Thaspium trifoliatum Purple Meadow Parsnip

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    Purple Meadow Parsnip is an herbaceous perennial in the Apiaceae (Carrot) family native to eastern North America from Minnesota to New York south to Texas and Florida, with concentrations found in the Mississippi River valley.  Its name means three leaves or leaflets.

    Basal leaves are heart-shaped, and stem leaves are divided trifoliate, toothed, and ovate 2″ long and half again as wide.  Both the basal leaves and the stem leaves are alternate and have upper and lower surfaces that are green and glabrous.

    The upper stems terminate in compound umbels of reddish-purple flowers that are 1-3″ wide. Each compound umbel has 6-12 rays that terminate in small umbellets of flowers. The rays are light green to pale purplish green, grooved along their upper sides, and glabrous. Each umbellet has 5-12 rays about 1/8 in. long that terminate in individual flowers. Each individual flower is very small, about a 1/10 in. across, consisting of 5 reddish-purple petals that fold inward. The blooming period occurs from mid-spring to early summer, lasting about 3-4 weeks.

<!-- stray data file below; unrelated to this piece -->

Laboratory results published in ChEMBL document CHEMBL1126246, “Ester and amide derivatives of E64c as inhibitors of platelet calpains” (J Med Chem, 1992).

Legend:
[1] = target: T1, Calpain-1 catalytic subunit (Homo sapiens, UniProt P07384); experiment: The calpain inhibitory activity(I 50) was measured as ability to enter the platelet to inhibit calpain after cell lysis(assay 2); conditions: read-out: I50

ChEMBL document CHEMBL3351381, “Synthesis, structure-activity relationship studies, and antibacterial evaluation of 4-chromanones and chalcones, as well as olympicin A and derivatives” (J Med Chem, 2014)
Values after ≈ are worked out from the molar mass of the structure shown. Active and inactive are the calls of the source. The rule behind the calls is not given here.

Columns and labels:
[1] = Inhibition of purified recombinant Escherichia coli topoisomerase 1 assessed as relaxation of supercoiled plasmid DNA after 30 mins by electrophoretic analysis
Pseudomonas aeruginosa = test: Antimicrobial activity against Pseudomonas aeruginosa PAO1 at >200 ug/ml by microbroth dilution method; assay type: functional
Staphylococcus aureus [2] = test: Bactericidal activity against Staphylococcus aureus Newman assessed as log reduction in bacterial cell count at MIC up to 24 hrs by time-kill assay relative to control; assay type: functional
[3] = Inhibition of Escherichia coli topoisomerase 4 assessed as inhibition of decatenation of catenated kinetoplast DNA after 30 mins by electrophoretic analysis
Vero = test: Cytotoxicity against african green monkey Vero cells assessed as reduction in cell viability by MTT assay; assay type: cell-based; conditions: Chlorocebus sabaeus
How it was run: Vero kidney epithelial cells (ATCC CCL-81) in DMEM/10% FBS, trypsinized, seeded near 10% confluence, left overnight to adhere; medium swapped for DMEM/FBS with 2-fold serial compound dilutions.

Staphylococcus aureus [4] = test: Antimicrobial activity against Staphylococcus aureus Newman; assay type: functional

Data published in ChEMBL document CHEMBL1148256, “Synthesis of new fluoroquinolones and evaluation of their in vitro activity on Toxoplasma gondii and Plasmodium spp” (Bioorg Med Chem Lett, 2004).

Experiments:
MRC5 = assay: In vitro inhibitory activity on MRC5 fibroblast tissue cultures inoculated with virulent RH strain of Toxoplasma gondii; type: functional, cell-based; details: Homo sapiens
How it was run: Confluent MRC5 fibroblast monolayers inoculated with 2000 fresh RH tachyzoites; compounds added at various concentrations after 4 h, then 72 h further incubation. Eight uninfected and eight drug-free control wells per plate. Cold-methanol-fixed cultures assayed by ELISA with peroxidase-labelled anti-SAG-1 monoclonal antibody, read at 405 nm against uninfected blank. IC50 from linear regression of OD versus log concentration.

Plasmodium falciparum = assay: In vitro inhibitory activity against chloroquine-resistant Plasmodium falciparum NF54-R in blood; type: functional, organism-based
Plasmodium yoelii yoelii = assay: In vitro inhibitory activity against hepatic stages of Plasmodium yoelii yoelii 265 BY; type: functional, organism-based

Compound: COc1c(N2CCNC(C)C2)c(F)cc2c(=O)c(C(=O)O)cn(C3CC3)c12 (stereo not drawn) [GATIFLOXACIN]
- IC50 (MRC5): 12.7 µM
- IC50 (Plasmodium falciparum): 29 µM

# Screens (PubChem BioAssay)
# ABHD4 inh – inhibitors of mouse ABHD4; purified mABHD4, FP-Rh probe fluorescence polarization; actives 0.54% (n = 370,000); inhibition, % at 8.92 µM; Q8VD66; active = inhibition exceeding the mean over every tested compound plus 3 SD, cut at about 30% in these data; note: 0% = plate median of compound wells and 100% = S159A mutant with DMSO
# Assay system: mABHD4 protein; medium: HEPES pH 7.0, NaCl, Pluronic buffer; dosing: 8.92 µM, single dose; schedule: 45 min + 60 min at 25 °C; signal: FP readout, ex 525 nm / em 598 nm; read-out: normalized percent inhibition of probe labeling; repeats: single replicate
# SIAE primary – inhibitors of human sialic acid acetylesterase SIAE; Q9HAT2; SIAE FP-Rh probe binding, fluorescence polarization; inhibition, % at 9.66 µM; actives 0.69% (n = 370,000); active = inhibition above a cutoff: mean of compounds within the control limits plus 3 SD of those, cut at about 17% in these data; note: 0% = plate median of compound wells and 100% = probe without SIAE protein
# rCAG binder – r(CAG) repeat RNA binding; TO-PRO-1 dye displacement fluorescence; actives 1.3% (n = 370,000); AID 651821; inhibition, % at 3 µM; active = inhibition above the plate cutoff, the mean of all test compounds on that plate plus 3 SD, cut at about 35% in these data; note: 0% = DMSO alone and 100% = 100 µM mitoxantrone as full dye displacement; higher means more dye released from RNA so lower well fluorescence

The flowers are replaced by small, winged fruits about 1/8 in. in length in the shape of an ellipse. Each fruit consists of a pair of carpels that each enclose a single seed. The wind can blow about the carpels to a limited extent.

    The Purple Meadow Parsnip prefers moist soil.  It can be grown in clay, sand, loam, and slightly rocky soil of any pH.  It is typically found along stream banks, in woodlands, or rocky slopes in moist, well-drained soil in full or part shade.  It works well in a pollinator garden, native or wildlife garden, but it can be difficult to source at a nursery.

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